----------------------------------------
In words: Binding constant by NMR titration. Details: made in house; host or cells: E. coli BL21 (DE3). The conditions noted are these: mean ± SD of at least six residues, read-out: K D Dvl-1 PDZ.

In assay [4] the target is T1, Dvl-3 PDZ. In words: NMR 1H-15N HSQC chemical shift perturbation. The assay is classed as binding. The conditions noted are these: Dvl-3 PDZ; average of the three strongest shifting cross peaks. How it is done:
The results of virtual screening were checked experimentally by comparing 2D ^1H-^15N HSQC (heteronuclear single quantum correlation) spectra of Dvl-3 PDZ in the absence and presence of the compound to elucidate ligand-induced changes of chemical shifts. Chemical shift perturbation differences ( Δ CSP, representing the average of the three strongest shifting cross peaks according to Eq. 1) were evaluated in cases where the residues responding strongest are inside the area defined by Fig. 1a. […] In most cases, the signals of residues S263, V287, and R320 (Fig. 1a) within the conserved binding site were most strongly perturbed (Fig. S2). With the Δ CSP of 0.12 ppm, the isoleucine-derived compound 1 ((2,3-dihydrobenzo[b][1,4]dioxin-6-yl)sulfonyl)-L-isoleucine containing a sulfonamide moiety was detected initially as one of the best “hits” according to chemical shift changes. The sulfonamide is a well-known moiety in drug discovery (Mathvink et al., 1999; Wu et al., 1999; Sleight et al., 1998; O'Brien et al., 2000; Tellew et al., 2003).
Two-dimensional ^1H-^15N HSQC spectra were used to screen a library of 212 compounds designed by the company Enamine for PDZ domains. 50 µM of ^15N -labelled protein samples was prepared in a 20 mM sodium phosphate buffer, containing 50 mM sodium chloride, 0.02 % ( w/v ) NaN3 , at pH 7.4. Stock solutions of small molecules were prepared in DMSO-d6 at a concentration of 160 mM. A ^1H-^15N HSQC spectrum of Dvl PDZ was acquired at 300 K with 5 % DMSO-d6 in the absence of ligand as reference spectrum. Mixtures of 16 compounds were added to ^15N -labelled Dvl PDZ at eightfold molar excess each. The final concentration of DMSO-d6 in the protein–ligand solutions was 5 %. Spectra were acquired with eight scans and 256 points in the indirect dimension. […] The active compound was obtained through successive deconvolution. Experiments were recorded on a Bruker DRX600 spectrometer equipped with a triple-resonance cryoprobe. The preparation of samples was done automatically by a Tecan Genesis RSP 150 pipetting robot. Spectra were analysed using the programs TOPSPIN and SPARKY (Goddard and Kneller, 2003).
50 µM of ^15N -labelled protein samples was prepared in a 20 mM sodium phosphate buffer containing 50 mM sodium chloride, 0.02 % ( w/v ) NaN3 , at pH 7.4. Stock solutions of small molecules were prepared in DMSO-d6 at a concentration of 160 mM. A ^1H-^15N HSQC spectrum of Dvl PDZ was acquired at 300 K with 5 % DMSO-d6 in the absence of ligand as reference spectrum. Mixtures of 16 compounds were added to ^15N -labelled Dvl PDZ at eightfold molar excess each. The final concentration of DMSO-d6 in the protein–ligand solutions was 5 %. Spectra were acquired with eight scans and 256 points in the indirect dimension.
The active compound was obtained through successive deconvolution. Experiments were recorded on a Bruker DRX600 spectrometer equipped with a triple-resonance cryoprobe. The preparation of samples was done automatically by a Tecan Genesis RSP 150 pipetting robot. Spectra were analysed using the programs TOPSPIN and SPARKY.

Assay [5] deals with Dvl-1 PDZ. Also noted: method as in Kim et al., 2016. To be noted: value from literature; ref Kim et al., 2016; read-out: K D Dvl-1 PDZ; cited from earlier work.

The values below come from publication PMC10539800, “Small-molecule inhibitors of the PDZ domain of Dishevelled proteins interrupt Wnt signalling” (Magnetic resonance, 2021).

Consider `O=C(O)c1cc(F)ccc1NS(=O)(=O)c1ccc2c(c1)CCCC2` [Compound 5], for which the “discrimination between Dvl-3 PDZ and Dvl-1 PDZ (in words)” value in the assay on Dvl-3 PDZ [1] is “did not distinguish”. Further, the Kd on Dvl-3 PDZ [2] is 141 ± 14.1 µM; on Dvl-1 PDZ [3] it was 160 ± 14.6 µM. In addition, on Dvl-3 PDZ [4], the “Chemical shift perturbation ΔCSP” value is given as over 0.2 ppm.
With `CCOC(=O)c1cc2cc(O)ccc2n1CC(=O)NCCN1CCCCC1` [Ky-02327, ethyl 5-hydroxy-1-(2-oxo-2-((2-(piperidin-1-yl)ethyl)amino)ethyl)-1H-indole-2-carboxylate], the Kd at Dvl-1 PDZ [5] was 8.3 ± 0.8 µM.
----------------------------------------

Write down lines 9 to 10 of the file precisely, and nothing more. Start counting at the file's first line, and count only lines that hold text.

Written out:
Consider `O=C(O)c1cc(F)ccc1NS(=O)(=O)c1ccc2c(c1)CCCC2` [Compound 5], for which the “discrimination between Dvl-3 PDZ and Dvl-1 PDZ (in words)” value in the assay on Dvl-3 PDZ [1] is “did not distinguish”. Further, the Kd on Dvl-3 PDZ [2] is 141 ± 14.1 µM; on Dvl-1 PDZ [3] it was 160 ± 14.6 µM. In addition, on Dvl-3 PDZ [4], the “Chemical shift perturbation ΔCSP” value is given as over 0.2 ppm.
With `CCOC(=O)c1cc2cc(O)ccc2n1CC(=O)NCCN1CCCCC1` [Ky-02327, ethyl 5-hydroxy-1-(2-oxo-2-((2-(piperidin-1-yl)ethyl)amino)ethyl)-1H-indole-2-carboxylate], the Kd at Dvl-1 PDZ [5] was 8.3 ± 0.8 µM.